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Photograph by Kit Wilder
GHOSTS IN THE MACHINE: Jacob Marley (Michael Jerome West) and the Bogle (Amanda Folena) must help Scrooge at City Lights.

What the Dickens?

City Lights turns 'A Christmas Carol' upside-down and puts Jacob Marley front and center

By Marianne Messina

IF THE FACT that you can recite Charles Dickens' A Christmas Carol by heart is starting to annoy you, Tom Mula's flipside view of the story from the ghostly world, Jacob Marley's Christmas Carol, mixes up the Dickens tale just enough to feel new. In this City Lights Theatre Company production, Ebenezer Scrooge's conversion from crabby skinflint to generous nice guy begins as an impossible assignment for the ex–Jacob Marley (Michael Jerome West). Marley learns that his heavenly wings are conditioned upon helping Scrooge (James Mantell) to have a heart. Hence, Marley invents the ghostly visitations with the help of a sort of alter-ego/sprite sidekick, who prefers to be known as a "bogle" (Amanda Folena).

In this somber afterworld without scene changes, a gray, stone, haunted-house holdover of a Purgatorio, the pixieish Bogle guides Marley, like Dante, past various sufferers and unidentifiable ghostly beings, filling him in on the heavenly rules. Stemming from a storytelling tradition with chunks of third-person narrative traipsing through the drama and with a past life as a radio broadcast, Mula's concept asks us to use our imaginations. And City Lights' production, directed by Jeff Clarke, seconds the motion (in absence of imagination, drink coffee).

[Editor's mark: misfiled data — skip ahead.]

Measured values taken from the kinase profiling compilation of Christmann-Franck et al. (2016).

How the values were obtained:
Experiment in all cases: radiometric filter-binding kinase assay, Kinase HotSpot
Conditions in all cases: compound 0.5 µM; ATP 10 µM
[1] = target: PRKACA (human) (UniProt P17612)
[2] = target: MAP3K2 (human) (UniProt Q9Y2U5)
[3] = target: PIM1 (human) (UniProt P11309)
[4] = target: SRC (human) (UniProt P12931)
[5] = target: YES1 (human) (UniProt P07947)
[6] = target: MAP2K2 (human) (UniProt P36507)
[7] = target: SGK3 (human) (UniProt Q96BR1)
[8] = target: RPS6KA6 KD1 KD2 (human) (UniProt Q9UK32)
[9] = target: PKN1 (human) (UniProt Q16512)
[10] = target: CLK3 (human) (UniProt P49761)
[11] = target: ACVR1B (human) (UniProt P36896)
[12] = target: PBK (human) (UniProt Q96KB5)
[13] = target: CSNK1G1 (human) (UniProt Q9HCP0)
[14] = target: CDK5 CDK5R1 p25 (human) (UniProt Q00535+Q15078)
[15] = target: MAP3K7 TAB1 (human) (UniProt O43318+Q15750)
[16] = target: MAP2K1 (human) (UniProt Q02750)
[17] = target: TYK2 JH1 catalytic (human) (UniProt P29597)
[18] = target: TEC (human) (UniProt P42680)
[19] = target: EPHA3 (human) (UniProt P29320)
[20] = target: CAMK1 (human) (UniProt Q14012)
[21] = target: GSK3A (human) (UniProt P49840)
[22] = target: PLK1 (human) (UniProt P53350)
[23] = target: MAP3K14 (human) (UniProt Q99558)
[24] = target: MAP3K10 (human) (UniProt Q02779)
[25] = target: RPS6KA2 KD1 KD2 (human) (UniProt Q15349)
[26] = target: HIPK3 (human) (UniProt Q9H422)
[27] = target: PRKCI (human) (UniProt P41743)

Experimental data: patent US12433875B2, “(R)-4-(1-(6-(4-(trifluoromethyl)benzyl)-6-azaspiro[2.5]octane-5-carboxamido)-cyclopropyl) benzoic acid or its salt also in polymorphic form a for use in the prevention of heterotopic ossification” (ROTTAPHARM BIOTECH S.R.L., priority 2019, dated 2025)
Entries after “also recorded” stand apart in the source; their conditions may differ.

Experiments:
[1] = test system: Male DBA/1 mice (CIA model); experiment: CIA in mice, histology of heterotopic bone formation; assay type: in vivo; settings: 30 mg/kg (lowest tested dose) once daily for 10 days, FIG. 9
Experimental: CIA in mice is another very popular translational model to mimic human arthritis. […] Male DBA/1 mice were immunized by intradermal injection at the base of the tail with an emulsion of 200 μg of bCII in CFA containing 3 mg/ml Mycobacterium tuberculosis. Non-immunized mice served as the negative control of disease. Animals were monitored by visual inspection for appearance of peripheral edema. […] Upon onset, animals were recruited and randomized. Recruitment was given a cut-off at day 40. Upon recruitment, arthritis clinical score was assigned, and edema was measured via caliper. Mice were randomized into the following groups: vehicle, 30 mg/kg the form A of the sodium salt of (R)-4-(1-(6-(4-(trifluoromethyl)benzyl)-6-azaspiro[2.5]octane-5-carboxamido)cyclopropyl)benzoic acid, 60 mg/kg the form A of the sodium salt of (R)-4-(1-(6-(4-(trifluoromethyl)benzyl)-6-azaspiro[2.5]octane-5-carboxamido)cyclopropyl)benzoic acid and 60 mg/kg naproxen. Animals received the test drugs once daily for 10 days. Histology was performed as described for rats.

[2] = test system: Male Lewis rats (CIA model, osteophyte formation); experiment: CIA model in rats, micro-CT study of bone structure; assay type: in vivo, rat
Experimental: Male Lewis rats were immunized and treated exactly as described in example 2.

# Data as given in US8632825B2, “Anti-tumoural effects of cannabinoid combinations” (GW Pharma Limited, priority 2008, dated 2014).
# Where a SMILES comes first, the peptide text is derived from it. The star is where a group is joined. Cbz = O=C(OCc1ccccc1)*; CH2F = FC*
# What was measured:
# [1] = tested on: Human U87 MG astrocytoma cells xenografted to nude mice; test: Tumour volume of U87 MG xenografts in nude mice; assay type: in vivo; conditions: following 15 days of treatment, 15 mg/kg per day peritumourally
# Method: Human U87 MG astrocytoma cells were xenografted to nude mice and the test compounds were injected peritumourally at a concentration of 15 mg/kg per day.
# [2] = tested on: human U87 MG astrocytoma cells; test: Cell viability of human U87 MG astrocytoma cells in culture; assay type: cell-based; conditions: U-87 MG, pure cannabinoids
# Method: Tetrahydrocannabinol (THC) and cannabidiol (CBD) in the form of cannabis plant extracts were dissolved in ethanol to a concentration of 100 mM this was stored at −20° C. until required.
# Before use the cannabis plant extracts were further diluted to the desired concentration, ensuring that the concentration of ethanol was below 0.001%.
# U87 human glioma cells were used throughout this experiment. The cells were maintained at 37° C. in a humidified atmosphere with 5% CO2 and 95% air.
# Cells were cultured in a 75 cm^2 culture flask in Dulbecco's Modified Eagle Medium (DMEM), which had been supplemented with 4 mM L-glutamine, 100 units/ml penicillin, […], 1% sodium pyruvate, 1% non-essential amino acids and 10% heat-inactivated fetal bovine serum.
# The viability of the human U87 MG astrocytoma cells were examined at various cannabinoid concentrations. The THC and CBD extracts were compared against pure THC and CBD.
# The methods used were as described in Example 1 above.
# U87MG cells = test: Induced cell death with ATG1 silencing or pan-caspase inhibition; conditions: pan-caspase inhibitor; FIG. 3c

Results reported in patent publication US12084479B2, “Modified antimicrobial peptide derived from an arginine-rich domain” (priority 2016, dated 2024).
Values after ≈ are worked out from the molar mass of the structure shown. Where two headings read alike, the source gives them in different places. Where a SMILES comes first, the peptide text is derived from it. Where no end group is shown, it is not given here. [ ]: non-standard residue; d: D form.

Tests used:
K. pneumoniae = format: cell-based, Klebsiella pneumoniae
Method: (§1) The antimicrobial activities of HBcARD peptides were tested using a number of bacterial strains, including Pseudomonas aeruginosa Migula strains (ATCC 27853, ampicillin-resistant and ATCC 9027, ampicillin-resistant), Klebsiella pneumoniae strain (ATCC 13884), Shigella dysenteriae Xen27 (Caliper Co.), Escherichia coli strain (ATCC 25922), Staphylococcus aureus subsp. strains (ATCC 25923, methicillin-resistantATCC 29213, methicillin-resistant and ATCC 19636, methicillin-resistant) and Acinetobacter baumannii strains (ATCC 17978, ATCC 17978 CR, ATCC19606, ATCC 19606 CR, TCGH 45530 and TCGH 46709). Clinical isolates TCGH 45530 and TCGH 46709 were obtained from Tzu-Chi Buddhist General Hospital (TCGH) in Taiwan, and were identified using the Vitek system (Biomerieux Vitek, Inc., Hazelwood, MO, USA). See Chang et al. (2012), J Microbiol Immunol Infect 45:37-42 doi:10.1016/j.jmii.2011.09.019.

Among the pedestrian costumes, only the ghost of Christmas Future (it's always Future with the personality), a robed silhouette and outstretched arms capped with twiggy fingers, offers some visual delight. Other creative touches include a surprise or two with Marley's chains (another Dickens detail that can't go wrong) and some scenes that dart out beyond the fourth wall. Running to a platform behind the audience, desperately falling on hands and knees to scavenge up dropped coins, blue-eyed Mantell, the relatively rounder partner, offers an accessible and sympathetic Scrooge.

Meanwhile the tall, bald-capped West makes a somewhat smug Marley, apparently the more intransigent of the parsimonious partners. Here and there, this production falls to some standard traps of the storytelling form: the false worship of literary language, where actors inadvertently keep a respectful distance from the life and drama; the tendency to confuse silence and dead space. The play is not without impressive moments, where players bring an extra dose of imagination to bear. As the Bogle, curly hair arranged in two bouncing tufts of ponytail, Folena is a bright light of personality, calling Marley "Old Crumpet" and "Old muffin" and less delectable oldnesses, like "Old Cold Sore." Folena is able to bring one of the zone platforms to life as she gives the impression it has trapped her in an energy field. Like Folena, Robyn Winslow provides a welcome liveliness, most notably as the ancient and crotchety celestial auditor. She's just enjoyable to watch, eyes squinching, fingers scratching through the balance book of sins, licking those fingers rodentlike for page-turning traction.

Because the first act focuses on establishing the conceit, the second act exercises more freedom in developing the redemption of Jacob Marley. It is also at this point that the tone changes and the show begins to emanate those Christmassy-warm overtones about redemption being found in forgiveness. And ultimately, the show finishes on a glowing note.

JACOB MARLEY'S CHRISTMAS CAROL, a City Lights Theatre Company production, plays Thursday–Saturday at 8pm, Sunday at 7pm on Nov. 25 and Dec. 2 and Sunday at 2pm on Dec. 16 and 23 through Dec. 23 at City Lights, 529 S. Second St., San Jose. Tickets are $15–$30. (408.295.4200)

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